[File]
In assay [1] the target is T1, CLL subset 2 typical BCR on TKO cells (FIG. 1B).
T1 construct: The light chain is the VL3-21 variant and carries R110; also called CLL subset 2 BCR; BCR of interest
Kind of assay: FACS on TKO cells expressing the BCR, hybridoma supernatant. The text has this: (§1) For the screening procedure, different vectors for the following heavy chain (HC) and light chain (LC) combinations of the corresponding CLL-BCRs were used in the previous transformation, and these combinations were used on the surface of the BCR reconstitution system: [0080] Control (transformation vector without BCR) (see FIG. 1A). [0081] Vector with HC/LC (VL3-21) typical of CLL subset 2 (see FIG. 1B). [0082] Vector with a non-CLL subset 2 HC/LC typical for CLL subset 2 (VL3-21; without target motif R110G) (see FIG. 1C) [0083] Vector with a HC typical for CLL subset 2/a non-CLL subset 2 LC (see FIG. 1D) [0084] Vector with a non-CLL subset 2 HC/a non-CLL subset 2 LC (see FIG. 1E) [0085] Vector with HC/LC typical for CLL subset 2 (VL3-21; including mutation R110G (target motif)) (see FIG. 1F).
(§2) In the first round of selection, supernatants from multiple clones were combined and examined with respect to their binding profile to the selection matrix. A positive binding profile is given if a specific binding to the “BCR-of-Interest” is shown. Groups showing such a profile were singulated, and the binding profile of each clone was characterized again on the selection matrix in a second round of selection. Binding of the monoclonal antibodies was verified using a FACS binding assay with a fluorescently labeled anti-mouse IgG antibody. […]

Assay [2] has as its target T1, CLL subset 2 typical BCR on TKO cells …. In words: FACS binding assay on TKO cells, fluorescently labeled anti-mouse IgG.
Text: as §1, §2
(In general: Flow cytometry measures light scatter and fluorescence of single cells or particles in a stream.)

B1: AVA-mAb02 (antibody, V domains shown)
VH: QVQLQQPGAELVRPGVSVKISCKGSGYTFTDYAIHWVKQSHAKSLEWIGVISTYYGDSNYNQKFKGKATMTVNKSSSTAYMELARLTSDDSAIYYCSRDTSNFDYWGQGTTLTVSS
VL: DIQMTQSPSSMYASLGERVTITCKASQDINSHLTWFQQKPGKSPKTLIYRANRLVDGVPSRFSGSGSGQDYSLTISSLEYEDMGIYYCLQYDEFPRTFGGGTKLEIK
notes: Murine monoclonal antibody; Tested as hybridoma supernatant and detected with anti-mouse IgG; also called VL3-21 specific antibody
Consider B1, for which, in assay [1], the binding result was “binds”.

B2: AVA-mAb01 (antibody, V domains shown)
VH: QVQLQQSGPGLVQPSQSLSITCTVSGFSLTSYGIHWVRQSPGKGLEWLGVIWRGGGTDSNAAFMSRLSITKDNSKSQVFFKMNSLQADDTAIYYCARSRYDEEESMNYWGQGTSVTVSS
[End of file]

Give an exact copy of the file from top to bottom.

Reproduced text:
In assay [1] the target is T1, CLL subset 2 typical BCR on TKO cells (FIG. 1B).
T1 construct: The light chain is the VL3-21 variant and carries R110; also called CLL subset 2 BCR; BCR of interest
Kind of assay: FACS on TKO cells expressing the BCR, hybridoma supernatant. The text has this: (§1) For the screening procedure, different vectors for the following heavy chain (HC) and light chain (LC) combinations of the corresponding CLL-BCRs were used in the previous transformation, and these combinations were used on the surface of the BCR reconstitution system: [0080] Control (transformation vector without BCR) (see FIG. 1A). [0081] Vector with HC/LC (VL3-21) typical of CLL subset 2 (see FIG. 1B). [0082] Vector with a non-CLL subset 2 HC/LC typical for CLL subset 2 (VL3-21; without target motif R110G) (see FIG. 1C) [0083] Vector with a HC typical for CLL subset 2/a non-CLL subset 2 LC (see FIG. 1D) [0084] Vector with a non-CLL subset 2 HC/a non-CLL subset 2 LC (see FIG. 1E) [0085] Vector with HC/LC typical for CLL subset 2 (VL3-21; including mutation R110G (target motif)) (see FIG. 1F).
(§2) In the first round of selection, supernatants from multiple clones were combined and examined with respect to their binding profile to the selection matrix. A positive binding profile is given if a specific binding to the “BCR-of-Interest” is shown. Groups showing such a profile were singulated, and the binding profile of each clone was characterized again on the selection matrix in a second round of selection. Binding of the monoclonal antibodies was verified using a FACS binding assay with a fluorescently labeled anti-mouse IgG antibody. […]

Assay [2] has as its target T1, CLL subset 2 typical BCR on TKO cells …. In words: FACS binding assay on TKO cells, fluorescently labeled anti-mouse IgG.
Text: as §1, §2
(In general: Flow cytometry measures light scatter and fluorescence of single cells or particles in a stream.)

B1: AVA-mAb02 (antibody, V domains shown)
VH: QVQLQQPGAELVRPGVSVKISCKGSGYTFTDYAIHWVKQSHAKSLEWIGVISTYYGDSNYNQKFKGKATMTVNKSSSTAYMELARLTSDDSAIYYCSRDTSNFDYWGQGTTLTVSS
VL: DIQMTQSPSSMYASLGERVTITCKASQDINSHLTWFQQKPGKSPKTLIYRANRLVDGVPSRFSGSGSGQDYSLTISSLEYEDMGIYYCLQYDEFPRTFGGGTKLEIK
notes: Murine monoclonal antibody; Tested as hybridoma supernatant and detected with anti-mouse IgG; also called VL3-21 specific antibody
Consider B1, for which, in assay [1], the binding result was “binds”.

B2: AVA-mAb01 (antibody, V domains shown)
VH: QVQLQQSGPGLVQPSQSLSITCTVSGFSLTSYGIHWVRQSPGKGLEWLGVIWRGGGTDSNAAFMSRLSITKDNSKSQVFFKMNSLQADDTAIYYCARSRYDEEESMNYWGQGTSVTVSS